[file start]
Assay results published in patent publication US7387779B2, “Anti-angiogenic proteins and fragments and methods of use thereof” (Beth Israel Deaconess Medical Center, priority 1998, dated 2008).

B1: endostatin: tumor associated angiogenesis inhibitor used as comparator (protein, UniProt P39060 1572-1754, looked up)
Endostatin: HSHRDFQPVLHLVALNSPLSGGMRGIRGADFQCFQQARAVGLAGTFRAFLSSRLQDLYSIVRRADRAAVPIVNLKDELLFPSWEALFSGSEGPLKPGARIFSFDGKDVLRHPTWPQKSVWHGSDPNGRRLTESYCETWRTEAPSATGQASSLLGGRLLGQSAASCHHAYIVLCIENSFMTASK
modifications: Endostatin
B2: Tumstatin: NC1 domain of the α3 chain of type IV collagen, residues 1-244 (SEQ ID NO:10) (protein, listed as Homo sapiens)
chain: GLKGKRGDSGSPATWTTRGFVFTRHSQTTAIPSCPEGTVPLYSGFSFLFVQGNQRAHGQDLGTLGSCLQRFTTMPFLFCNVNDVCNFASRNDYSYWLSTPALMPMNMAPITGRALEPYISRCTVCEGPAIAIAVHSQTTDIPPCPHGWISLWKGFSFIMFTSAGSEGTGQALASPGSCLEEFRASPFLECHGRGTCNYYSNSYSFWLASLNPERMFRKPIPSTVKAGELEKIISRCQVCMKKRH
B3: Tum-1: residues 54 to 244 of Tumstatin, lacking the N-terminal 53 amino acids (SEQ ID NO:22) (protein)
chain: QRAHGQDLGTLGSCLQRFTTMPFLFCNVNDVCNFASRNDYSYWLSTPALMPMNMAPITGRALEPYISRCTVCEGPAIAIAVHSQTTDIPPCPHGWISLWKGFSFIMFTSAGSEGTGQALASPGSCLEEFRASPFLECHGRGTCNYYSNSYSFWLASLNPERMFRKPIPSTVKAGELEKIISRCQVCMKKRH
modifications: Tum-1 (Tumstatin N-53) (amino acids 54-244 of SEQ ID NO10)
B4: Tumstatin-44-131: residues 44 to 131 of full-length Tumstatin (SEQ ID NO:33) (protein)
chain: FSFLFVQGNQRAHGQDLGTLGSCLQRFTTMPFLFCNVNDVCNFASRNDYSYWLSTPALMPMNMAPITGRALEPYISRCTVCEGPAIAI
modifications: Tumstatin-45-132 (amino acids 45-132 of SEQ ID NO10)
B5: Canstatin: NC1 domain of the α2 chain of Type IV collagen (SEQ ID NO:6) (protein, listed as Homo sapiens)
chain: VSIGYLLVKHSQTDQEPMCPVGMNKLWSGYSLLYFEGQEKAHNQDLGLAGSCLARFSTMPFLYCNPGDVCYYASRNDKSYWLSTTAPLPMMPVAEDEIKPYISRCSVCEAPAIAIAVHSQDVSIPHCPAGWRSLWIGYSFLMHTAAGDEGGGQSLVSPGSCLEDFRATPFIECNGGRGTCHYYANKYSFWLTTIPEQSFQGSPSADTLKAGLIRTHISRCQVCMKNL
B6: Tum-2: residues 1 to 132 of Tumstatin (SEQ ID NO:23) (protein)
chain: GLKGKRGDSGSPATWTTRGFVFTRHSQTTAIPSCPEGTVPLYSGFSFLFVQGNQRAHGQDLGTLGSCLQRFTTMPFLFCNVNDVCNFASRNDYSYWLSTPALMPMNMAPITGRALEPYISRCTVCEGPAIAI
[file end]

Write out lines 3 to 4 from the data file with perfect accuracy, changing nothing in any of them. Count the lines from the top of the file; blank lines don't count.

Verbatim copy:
Endostatin: HSHRDFQPVLHLVALNSPLSGGMRGIRGADFQCFQQARAVGLAGTFRAFLSSRLQDLYSIVRRADRAAVPIVNLKDELLFPSWEALFSGSEGPLKPGARIFSFDGKDVLRHPTWPQKSVWHGSDPNGRRLTESYCETWRTEAPSATGQASSLLGGRLLGQSAASCHHAYIVLCIENSFMTASK
modifications: Endostatin